Dockside85 wrote:One more Steelflex question for any one that knows. I ordered it and I have 1 gallon in the two half gallon containers and the pigment. To save a step in the mixing process, can you simply add all the pigment into the neutral base beforehand so you only have to mix the neutral base and the clear hardener? Or would that throw off the 1:1 mixing ratio?

:)

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medicman619
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Post by medicman619 »

After waiting weeks for the temp to get above 75, it looks like I will be applying my Steel Flex this Weds. :D I have read all 23 pages of this post and have only one question. Is there any special gloves that I need to apply this stuff? I work in a hospital and can get regular medical exam gloves. Will those work?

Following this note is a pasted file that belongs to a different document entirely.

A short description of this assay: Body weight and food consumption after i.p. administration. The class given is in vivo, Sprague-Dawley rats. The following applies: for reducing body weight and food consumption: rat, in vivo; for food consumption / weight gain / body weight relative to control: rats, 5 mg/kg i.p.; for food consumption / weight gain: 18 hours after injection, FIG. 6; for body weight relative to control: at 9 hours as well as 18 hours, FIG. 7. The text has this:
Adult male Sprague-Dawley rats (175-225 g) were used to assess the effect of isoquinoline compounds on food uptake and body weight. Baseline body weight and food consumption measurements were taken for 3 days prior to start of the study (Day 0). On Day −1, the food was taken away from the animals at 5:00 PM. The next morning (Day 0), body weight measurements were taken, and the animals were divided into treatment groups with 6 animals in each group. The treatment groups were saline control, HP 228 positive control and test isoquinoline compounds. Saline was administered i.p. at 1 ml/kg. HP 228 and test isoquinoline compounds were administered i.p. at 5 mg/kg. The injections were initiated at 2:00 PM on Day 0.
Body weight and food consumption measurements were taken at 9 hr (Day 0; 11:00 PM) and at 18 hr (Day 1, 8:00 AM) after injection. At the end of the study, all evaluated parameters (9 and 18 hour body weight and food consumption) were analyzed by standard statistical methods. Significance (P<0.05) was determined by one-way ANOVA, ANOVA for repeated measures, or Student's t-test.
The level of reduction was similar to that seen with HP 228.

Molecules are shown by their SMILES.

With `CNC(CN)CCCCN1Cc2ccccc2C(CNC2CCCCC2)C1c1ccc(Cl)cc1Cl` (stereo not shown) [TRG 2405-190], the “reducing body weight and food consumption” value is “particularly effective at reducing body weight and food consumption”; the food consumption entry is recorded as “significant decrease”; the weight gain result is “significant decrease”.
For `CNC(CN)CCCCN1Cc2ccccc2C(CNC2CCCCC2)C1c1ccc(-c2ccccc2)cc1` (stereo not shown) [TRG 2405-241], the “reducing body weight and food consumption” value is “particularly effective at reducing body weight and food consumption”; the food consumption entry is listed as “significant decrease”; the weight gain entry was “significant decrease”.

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Dockside85
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Post by Dockside85 »

zeedogg wrote:
Dockside85 wrote:One more Steelflex question for any one that knows. I ordered it and I have 1 gallon in the two half gallon containers and the pigment. To save a step in the mixing process, can you simply add all the pigment into the neutral base beforehand so you only have to mix the neutral base and the clear hardener? Or would that throw off the 1:1 mixing ratio?

:)

Got it! I called Fascoe today and talked to Jerry. I guess what was throwing me off was that if I mixed all of the 4 oz of pigment into the half gallon of the neutral base that when I mixed 1 cup of the base and pigment with 1 cup of the clear hardener that it's actually a bit less than 1 cup of the true base because the pigment is mixed in it. I tend to overthink things and confused myself!